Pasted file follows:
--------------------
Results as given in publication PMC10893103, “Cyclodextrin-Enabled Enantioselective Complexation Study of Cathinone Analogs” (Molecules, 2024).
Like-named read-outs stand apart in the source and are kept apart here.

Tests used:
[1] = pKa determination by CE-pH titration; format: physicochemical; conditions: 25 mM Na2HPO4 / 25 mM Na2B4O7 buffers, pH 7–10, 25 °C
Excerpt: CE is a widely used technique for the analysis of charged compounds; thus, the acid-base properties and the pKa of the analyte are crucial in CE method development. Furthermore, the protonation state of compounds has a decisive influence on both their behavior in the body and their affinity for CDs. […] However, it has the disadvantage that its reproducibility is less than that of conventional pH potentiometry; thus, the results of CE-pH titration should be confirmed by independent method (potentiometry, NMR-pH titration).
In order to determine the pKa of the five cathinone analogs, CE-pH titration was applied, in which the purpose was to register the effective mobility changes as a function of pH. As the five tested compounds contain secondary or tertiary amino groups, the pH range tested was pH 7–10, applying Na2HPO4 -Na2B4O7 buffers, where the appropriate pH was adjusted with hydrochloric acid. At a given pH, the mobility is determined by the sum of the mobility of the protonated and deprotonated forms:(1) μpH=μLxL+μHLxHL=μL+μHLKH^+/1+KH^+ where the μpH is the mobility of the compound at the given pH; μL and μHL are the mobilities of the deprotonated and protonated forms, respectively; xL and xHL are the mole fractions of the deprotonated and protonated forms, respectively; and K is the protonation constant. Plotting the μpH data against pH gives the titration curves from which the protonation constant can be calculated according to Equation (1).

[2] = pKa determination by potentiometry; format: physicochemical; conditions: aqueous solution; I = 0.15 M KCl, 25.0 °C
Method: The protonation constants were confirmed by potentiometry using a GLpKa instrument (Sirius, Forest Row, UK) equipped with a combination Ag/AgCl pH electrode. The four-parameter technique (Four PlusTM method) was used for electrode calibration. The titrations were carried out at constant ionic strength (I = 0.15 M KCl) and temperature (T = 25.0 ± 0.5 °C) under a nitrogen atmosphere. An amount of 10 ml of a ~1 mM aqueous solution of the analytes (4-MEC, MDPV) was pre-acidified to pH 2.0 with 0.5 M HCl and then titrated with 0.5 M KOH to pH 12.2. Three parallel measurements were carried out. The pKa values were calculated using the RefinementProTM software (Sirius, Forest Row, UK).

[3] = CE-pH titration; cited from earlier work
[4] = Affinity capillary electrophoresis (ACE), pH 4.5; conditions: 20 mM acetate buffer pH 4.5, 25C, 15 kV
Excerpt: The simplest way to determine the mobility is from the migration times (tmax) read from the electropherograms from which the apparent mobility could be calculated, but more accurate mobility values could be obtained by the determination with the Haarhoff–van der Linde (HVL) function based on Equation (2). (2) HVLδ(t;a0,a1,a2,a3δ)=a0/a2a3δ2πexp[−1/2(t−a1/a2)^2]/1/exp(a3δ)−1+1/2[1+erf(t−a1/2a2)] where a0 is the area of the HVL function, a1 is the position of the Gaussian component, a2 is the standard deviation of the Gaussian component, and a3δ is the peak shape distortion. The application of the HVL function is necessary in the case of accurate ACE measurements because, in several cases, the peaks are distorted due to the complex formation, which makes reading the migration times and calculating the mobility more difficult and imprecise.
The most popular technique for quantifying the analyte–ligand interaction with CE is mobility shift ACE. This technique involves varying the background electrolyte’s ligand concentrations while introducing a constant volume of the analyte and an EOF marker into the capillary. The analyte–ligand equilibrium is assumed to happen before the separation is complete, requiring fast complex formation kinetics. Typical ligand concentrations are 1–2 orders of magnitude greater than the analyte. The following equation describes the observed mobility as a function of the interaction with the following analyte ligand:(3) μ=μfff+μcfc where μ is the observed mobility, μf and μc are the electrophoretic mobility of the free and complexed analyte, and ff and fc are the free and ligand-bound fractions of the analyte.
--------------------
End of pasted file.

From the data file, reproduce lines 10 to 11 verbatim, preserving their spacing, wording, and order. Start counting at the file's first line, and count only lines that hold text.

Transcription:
[4] = Affinity capillary electrophoresis (ACE), pH 4.5; conditions: 20 mM acetate buffer pH 4.5, 25C, 15 kV
Excerpt: The simplest way to determine the mobility is from the migration times (tmax) read from the electropherograms from which the apparent mobility could be calculated, but more accurate mobility values could be obtained by the determination with the Haarhoff–van der Linde (HVL) function based on Equation (2). (2) HVLδ(t;a0,a1,a2,a3δ)=a0/a2a3δ2πexp[−1/2(t−a1/a2)^2]/1/exp(a3δ)−1+1/2[1+erf(t−a1/2a2)] where a0 is the area of the HVL function, a1 is the position of the Gaussian component, a2 is the standard deviation of the Gaussian component, and a3δ is the peak shape distortion. The application of the HVL function is necessary in the case of accurate ACE measurements because, in several cases, the peaks are distorted due to the complex formation, which makes reading the migration times and calculating the mobility more difficult and imprecise.